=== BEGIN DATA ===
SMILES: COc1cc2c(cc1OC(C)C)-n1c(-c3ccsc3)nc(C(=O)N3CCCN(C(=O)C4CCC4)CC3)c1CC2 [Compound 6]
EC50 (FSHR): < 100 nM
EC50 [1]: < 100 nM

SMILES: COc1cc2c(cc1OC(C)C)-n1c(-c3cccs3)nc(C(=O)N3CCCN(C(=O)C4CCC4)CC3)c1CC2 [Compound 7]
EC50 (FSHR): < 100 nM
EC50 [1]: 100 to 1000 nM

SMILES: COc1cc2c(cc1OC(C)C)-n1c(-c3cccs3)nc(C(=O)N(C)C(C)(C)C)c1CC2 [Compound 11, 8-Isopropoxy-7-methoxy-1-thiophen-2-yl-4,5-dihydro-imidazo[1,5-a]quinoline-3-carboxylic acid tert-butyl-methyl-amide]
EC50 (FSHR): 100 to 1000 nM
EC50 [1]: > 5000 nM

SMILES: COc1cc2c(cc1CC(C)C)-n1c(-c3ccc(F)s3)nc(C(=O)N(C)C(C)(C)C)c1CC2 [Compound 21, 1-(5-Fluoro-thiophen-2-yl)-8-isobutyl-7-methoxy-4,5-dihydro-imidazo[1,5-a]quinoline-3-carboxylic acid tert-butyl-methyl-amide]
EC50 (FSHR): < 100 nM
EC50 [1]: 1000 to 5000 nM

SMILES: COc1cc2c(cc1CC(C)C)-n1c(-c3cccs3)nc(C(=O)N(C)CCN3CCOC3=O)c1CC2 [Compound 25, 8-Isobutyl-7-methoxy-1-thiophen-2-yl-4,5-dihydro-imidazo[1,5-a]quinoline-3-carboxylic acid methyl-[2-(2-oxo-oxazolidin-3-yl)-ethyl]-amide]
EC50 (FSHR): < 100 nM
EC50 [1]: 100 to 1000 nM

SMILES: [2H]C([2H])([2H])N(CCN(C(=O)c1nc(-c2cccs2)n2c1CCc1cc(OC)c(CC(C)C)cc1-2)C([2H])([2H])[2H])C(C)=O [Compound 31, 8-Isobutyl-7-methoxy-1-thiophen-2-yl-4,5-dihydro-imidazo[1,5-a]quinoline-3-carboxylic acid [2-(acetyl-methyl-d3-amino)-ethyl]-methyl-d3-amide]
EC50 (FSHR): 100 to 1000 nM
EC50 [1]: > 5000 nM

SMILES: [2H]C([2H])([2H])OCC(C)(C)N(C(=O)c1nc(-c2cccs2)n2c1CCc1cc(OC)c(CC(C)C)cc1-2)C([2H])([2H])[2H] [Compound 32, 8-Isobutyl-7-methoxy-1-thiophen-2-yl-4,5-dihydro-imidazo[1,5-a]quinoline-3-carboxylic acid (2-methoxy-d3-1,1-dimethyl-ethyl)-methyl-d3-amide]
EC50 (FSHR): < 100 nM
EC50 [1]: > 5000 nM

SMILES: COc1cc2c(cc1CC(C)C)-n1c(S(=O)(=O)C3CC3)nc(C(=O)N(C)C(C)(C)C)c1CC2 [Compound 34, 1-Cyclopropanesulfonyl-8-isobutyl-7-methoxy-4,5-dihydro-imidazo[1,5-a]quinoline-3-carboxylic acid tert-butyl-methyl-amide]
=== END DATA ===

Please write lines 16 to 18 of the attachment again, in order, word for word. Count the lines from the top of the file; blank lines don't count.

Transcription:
SMILES: [2H]C([2H])([2H])N(CCN(C(=O)c1nc(-c2cccs2)n2c1CCc1cc(OC)c(CC(C)C)cc1-2)C([2H])([2H])[2H])C(C)=O [Compound 31, 8-Isobutyl-7-methoxy-1-thiophen-2-yl-4,5-dihydro-imidazo[1,5-a]quinoline-3-carboxylic acid [2-(acetyl-methyl-d3-amino)-ethyl]-methyl-d3-amide]
EC50 (FSHR): 100 to 1000 nM
EC50 [1]: > 5000 nM